- Determine the Potential Impact of Threat Occurrence – consider the “criticality,” or impact, of potential risks to confidentiality, integrity, and availability of e-PHI. (See 45 C.F.R. § 164.306(b)(2)(iv).) Document all potential impacts associated with the occurrence of threats triggering or exploiting vulnerabilities that affect the confidentiality, availability and integrity of e-PHI within an organization. (See 45 C.F.R. §§ 164.306(a)(2), 164.308(a)(1)(ii)(A), and 164.316(b)(1)(ii).)
- Determine the Level of Risk - assign risk levels for all threat and vulnerability combinations identified during the risk analysis. The level of risk could be determined, for example, by analyzing the values assigned to the likelihood of threat occurrence and resulting impact of threat occurrence. The output should be documentation of the assigned risk levels and a list of corrective actions to be performed to mitigate each risk level. (See 45 C.F.R. §§ 164.306(a)(2),164.308(a) (1)(ii)(A), and 164.316(b)(1).)
- Finalize Documentation - the risk analysis documentation is adirect input to the risk management process.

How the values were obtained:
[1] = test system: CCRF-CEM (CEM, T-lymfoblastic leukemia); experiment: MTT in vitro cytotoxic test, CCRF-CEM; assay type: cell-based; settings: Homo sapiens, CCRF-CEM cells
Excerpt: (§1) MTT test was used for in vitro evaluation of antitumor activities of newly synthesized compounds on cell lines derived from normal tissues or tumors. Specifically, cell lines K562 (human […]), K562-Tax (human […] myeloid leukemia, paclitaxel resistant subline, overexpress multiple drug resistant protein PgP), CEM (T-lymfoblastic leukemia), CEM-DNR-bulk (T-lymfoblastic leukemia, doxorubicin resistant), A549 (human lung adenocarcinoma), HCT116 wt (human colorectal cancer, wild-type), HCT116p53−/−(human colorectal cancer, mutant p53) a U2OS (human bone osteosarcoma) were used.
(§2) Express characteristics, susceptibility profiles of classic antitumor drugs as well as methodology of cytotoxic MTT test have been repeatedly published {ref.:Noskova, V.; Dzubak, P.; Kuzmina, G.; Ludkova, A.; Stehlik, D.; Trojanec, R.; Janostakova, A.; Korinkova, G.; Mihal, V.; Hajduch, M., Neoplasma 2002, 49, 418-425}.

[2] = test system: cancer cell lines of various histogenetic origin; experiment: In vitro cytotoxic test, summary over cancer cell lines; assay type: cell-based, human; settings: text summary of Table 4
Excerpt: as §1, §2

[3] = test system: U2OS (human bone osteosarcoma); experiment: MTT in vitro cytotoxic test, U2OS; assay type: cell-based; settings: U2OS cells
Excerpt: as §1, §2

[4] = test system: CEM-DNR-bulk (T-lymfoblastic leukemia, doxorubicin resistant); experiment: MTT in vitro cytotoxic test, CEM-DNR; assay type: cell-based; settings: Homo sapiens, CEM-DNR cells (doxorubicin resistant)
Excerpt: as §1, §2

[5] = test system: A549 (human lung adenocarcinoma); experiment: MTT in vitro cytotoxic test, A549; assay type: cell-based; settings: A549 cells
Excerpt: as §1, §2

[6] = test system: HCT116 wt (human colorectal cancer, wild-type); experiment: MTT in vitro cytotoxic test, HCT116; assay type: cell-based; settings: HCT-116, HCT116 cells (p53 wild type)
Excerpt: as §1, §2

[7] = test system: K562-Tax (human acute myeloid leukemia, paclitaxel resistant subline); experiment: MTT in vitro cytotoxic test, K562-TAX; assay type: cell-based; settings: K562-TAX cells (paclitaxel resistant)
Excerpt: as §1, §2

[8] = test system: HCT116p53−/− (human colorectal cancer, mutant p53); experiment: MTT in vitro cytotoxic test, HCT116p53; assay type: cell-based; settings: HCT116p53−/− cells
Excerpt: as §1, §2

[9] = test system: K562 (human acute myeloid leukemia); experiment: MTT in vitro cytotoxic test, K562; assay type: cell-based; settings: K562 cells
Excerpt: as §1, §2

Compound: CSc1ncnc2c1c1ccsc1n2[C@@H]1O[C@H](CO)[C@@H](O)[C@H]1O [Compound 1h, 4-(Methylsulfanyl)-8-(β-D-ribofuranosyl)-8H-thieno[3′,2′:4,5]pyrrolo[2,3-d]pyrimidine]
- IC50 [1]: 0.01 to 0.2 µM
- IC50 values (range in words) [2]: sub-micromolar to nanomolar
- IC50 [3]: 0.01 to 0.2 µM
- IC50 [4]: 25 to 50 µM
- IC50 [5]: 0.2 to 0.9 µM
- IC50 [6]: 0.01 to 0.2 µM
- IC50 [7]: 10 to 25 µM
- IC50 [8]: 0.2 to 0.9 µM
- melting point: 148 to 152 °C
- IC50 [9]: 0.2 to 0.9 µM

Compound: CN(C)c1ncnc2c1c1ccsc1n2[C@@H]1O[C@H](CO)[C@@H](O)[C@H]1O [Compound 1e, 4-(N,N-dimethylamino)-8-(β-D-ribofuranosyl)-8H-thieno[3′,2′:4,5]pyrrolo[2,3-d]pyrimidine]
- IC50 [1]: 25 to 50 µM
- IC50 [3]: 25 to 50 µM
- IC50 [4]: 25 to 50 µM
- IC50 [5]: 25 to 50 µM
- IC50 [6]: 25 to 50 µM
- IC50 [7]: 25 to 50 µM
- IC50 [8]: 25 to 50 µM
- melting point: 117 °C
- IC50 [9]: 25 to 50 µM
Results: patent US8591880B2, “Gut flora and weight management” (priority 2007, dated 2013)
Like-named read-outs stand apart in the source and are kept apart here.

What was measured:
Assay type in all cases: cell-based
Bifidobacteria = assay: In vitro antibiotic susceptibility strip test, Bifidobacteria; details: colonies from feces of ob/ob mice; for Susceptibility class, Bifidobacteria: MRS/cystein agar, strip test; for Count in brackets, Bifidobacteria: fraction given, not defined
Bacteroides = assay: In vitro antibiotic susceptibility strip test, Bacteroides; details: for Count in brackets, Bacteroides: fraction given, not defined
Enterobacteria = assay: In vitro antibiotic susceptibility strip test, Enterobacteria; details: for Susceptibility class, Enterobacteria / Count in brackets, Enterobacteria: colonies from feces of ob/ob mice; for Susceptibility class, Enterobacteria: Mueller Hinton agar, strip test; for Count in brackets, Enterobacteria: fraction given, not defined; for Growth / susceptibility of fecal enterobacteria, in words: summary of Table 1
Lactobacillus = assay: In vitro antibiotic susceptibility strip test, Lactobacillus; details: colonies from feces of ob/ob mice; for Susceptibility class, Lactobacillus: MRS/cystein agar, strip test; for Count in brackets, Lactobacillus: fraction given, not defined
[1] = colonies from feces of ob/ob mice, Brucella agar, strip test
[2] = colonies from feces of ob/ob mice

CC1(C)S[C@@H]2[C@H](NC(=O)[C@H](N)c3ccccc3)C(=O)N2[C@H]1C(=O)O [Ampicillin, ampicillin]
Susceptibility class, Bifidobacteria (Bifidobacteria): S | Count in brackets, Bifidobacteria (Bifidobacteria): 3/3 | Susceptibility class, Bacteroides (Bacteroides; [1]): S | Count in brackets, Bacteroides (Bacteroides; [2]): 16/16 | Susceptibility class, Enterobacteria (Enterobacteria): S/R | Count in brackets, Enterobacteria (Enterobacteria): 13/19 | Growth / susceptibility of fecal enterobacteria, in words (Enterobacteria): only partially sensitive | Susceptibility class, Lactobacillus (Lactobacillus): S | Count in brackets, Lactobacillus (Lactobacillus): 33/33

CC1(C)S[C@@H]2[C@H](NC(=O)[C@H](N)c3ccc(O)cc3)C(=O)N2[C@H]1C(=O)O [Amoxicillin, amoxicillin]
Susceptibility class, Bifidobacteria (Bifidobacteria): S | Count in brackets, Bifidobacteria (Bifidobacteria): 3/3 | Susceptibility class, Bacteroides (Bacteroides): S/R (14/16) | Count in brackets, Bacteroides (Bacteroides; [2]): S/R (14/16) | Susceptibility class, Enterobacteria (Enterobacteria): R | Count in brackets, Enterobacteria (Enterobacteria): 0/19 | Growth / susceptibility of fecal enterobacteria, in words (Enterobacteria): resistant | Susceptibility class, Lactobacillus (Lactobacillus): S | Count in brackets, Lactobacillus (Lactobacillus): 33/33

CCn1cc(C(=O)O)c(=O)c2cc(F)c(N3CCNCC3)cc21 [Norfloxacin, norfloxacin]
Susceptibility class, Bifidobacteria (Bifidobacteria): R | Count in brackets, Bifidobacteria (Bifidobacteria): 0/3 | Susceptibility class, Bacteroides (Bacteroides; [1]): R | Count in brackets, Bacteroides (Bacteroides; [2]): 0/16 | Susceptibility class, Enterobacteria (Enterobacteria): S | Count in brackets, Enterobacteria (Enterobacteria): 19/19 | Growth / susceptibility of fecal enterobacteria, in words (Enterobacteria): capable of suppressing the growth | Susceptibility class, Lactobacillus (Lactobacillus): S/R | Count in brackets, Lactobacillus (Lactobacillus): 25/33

- Periodic Review and Updates to the Risk Assessment
4. Q: How do attendees receive Continuing Education Credits?
A: You may use the attendance certificate received in the webinar follow up email to apply for CE credits. Please let us know if you did not receive your certificate of attendance.
5. Comment from attendee: The biggest problem we face is that OCR and ONC need to coordinate Risk Assessment and do away with checklists that are promulgated by ONC. CEs take those and use them as Risk Assessment despite the warning at the top indicating that these checklists are NOT Risk Assessments.
A: We agree and have made that suggestion to OCR.
6. Q: When you say Risk Analysis here, what definition are you using?
A: As defined in the Security Rule §164.308(a)(1)(ii)(A)
"Risk analysis (Required). Conduct an accurate and thorough assessment of the potential risks and vulnerabilities to the confidentiality, integrity, and availability of electronic protected health information held by the covered entity or business associate."
About Deepali Doddi and IceMiller, LLP
Deepali Doddi, J.D., CIPP/US
Associate, IceMiller LLP & Former Investigator, OCR,
· Attorney in Ice Miller’s Data Security and Privacy practice group
· HIPAA Investigator in HHS OCR’s Chicago regional office for 5+ years
· Served as lead investigator in several OCR HIPAA enforcement settlements
· Member: IAPP, AHLA, HCCA
· University of Notre Dame Law School (2010) B.A., Northwestern University (2007)